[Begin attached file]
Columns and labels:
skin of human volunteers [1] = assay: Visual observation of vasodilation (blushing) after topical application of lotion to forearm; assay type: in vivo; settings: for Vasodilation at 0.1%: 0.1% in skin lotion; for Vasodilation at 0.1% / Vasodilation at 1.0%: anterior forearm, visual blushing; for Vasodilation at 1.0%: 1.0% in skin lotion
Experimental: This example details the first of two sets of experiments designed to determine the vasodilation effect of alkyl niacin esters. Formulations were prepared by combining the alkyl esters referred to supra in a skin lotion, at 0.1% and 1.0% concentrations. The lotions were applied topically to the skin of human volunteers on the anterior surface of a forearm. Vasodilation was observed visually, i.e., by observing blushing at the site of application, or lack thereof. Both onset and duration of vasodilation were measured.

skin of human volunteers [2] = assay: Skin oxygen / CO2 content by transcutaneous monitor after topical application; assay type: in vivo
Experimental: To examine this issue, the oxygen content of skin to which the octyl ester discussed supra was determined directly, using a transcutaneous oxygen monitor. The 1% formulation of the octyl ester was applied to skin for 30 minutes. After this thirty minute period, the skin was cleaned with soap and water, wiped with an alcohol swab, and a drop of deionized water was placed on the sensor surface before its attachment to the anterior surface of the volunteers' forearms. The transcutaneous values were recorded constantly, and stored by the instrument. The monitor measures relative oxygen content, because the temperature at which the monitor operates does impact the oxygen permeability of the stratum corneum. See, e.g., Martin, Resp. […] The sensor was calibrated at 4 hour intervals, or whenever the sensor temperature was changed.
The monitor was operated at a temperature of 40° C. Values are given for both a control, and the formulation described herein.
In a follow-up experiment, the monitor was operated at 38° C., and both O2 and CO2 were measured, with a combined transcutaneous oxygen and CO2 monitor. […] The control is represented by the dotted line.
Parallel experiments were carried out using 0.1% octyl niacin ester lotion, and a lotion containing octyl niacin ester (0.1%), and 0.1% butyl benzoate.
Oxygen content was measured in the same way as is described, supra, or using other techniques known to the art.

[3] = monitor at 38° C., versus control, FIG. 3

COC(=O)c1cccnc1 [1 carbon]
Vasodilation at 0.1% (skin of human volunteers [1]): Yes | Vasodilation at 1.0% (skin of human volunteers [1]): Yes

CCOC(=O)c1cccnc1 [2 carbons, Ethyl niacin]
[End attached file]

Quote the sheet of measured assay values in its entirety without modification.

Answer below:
Columns and labels:
skin of human volunteers [1] = assay: Visual observation of vasodilation (blushing) after topical application of lotion to forearm; assay type: in vivo; settings: for Vasodilation at 0.1%: 0.1% in skin lotion; for Vasodilation at 0.1% / Vasodilation at 1.0%: anterior forearm, visual blushing; for Vasodilation at 1.0%: 1.0% in skin lotion
Experimental: This example details the first of two sets of experiments designed to determine the vasodilation effect of alkyl niacin esters. Formulations were prepared by combining the alkyl esters referred to supra in a skin lotion, at 0.1% and 1.0% concentrations. The lotions were applied topically to the skin of human volunteers on the anterior surface of a forearm. Vasodilation was observed visually, i.e., by observing blushing at the site of application, or lack thereof. Both onset and duration of vasodilation were measured.

skin of human volunteers [2] = assay: Skin oxygen / CO2 content by transcutaneous monitor after topical application; assay type: in vivo
Experimental: To examine this issue, the oxygen content of skin to which the octyl ester discussed supra was determined directly, using a transcutaneous oxygen monitor. The 1% formulation of the octyl ester was applied to skin for 30 minutes. After this thirty minute period, the skin was cleaned with soap and water, wiped with an alcohol swab, and a drop of deionized water was placed on the sensor surface before its attachment to the anterior surface of the volunteers' forearms. The transcutaneous values were recorded constantly, and stored by the instrument. The monitor measures relative oxygen content, because the temperature at which the monitor operates does impact the oxygen permeability of the stratum corneum. See, e.g., Martin, Resp. […] The sensor was calibrated at 4 hour intervals, or whenever the sensor temperature was changed.
The monitor was operated at a temperature of 40° C. Values are given for both a control, and the formulation described herein.
In a follow-up experiment, the monitor was operated at 38° C., and both O2 and CO2 were measured, with a combined transcutaneous oxygen and CO2 monitor. […] The control is represented by the dotted line.
Parallel experiments were carried out using 0.1% octyl niacin ester lotion, and a lotion containing octyl niacin ester (0.1%), and 0.1% butyl benzoate.
Oxygen content was measured in the same way as is described, supra, or using other techniques known to the art.

[3] = monitor at 38° C., versus control, FIG. 3

COC(=O)c1cccnc1 [1 carbon]
Vasodilation at 0.1% (skin of human volunteers [1]): Yes | Vasodilation at 1.0% (skin of human volunteers [1]): Yes

CCOC(=O)c1cccnc1 [2 carbons, Ethyl niacin]